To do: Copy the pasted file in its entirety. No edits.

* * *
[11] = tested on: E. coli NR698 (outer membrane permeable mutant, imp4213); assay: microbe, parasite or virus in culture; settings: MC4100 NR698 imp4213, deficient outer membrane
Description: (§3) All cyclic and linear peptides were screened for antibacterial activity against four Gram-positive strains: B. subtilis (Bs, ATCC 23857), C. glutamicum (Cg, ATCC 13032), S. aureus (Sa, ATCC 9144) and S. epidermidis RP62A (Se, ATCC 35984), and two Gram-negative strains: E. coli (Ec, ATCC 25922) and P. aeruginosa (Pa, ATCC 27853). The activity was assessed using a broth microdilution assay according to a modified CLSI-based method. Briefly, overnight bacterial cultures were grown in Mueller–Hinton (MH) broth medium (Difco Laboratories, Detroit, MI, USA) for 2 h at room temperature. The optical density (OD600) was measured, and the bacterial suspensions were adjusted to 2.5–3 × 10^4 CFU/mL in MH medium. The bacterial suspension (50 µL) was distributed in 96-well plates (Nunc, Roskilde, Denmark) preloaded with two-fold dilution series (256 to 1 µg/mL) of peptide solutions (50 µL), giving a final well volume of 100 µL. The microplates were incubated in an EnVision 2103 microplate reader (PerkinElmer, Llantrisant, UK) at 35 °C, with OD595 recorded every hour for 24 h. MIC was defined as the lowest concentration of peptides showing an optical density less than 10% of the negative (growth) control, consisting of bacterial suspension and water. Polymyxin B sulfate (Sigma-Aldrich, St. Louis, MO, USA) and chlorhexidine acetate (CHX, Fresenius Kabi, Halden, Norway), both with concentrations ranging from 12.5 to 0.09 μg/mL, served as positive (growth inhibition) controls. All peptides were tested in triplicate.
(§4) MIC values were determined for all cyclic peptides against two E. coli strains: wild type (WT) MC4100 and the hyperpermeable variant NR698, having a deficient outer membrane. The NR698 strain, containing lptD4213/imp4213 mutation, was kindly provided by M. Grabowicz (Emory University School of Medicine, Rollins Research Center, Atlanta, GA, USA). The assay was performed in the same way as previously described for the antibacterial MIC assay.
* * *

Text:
[11] = tested on: E. coli NR698 (outer membrane permeable mutant, imp4213); assay: microbe, parasite or virus in culture; settings: MC4100 NR698 imp4213, deficient outer membrane
Description: (§3) All cyclic and linear peptides were screened for antibacterial activity against four Gram-positive strains: B. subtilis (Bs, ATCC 23857), C. glutamicum (Cg, ATCC 13032), S. aureus (Sa, ATCC 9144) and S. epidermidis RP62A (Se, ATCC 35984), and two Gram-negative strains: E. coli (Ec, ATCC 25922) and P. aeruginosa (Pa, ATCC 27853). The activity was assessed using a broth microdilution assay according to a modified CLSI-based method. Briefly, overnight bacterial cultures were grown in Mueller–Hinton (MH) broth medium (Difco Laboratories, Detroit, MI, USA) for 2 h at room temperature. The optical density (OD600) was measured, and the bacterial suspensions were adjusted to 2.5–3 × 10^4 CFU/mL in MH medium. The bacterial suspension (50 µL) was distributed in 96-well plates (Nunc, Roskilde, Denmark) preloaded with two-fold dilution series (256 to 1 µg/mL) of peptide solutions (50 µL), giving a final well volume of 100 µL. The microplates were incubated in an EnVision 2103 microplate reader (PerkinElmer, Llantrisant, UK) at 35 °C, with OD595 recorded every hour for 24 h. MIC was defined as the lowest concentration of peptides showing an optical density less than 10% of the negative (growth) control, consisting of bacterial suspension and water. Polymyxin B sulfate (Sigma-Aldrich, St. Louis, MO, USA) and chlorhexidine acetate (CHX, Fresenius Kabi, Halden, Norway), both with concentrations ranging from 12.5 to 0.09 μg/mL, served as positive (growth inhibition) controls. All peptides were tested in triplicate.
(§4) MIC values were determined for all cyclic peptides against two E. coli strains: wild type (WT) MC4100 and the hyperpermeable variant NR698, having a deficient outer membrane. The NR698 strain, containing lptD4213/imp4213 mutation, was kindly provided by M. Grabowicz (Emory University School of Medicine, Rollins Research Center, Atlanta, GA, USA). The assay was performed in the same way as previously described for the antibacterial MIC assay.